Please take a moment to mail a personal note thanking Representative Raúl M. Grijalva for standing up for protection of our public lands.
In his third term as a member of Congress, Representative Raúl M. Grijalva continues to demonstrate his commitment to protect our public lands from the constant onslaught of attempts to mine, develop, drill, fence, build roads on, and fundamentally destroy our national heritage.
Just this week, Rep. Grijalva took another strong stand for our environment – reintroducing his bill to withdraw 1 million acres of Grand Canyon-area public lands from new uranium claims, exploration, and mining. Join the Center for Biological Diversity in saying “thank you” with a personal note to Rep. Grijalva for championing environmental protection for this national treasure.
Rep. Grijalva is a member of the U.S. House Committee on Natural Resources where he serves as chairman of the National Parks, Forests and Public Lands Subcommittee, which oversees 600,000 million acres of federal land. Ever since he kicked off his chairmanship by denouncing the “public lands sell-off” proposed in the 2008 federal budget, he’s played a major role working for reform of the General Mining Law of 1872, for critical legislation to protect wilderness throughout the West, and for better oversight of the operations of our national parks, forests and public lands systems.
Please take a moment to thank Rep. Grijalva for all that he’s done and is presently doing to protect our precious natural resources. We’re asking our supporters to write and mail your own personal notes to Rep. Grijalva – but following are a few key accomplishments that you may wish to thank him for:
• Due to the “immediate and grave threat to the Grand Canyon National Park, the crowned jewel of our national park system,” on June 19, 2008, Rep. Grijalva called for an emergency declaration to withdraw public lands adjacent to the Grand Canyon National Park from uranium mining activities. This bold move under Grijalva’s leadership effectively halted damaging mining exploration in the area and provided temporary relief and protection for our public lands while Grijalva continued to work for more permanent protections.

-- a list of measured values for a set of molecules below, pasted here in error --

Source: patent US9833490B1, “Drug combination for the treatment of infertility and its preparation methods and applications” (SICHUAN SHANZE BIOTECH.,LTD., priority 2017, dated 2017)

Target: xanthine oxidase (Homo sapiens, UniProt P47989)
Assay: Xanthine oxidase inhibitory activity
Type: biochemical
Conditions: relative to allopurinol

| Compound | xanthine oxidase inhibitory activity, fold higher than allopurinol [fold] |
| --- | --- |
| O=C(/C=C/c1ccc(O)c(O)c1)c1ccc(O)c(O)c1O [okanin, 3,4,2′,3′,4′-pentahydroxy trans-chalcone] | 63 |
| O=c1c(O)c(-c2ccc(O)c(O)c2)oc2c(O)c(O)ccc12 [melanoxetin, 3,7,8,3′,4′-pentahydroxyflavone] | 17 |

• In December 2008, Rep. Grijalva turned down an appointment to the powerful House Ways and Means Committee, citing his dedication to protecting our public lands and calling his work as chairman of the National Parks, Forests and Public Lands Subcommittee more important due to unresolved issues like mining near the Grand Canyon.
• Indeed, Rep. Grijalva refused to say die in his campaign to prevent uranium mining on public lands near Grand Canyon National Park. In a promising move for Grand Canyon lands and wildlife, on January 27, 2009, Grijalva reintroduced a law prohibiting new uranium mining projects across 1 million acres of public-lands watersheds surrounding the Park. Uranium mining contaminates waters, poses public health concerns, and has already degraded unique Grand Canyon ecosystems. Grijalva's Grand Canyon Watersheds Protection Act comes just in time to potentially save at least three areas of federal land -- previously unprotected from uranium mining -- from burial by a boom in uranium development.
• Recognizing the importance of large tracts of unfragmented land for people and wildlife, in early January 2009 Rep. Grijalva joined forces with former Forest Service Chief Mike Dombeck to “call on the incoming Obama administration to uphold the roadless rule, and to launch a new roadless protection campaign.” The Bush administration set aside the Clinton roadless rule, which established vital protections from road building and development on more than 58 million acres of public lands, in favor of a petition process that left individual states to pursue and enforce their own set of roadless rules on federal lands within their borders.
For more information on the Center for Biological Diversity’s work to protect the Grand Canyon, read our latest press release here.
Mailing addresses for Representative Grijalva:
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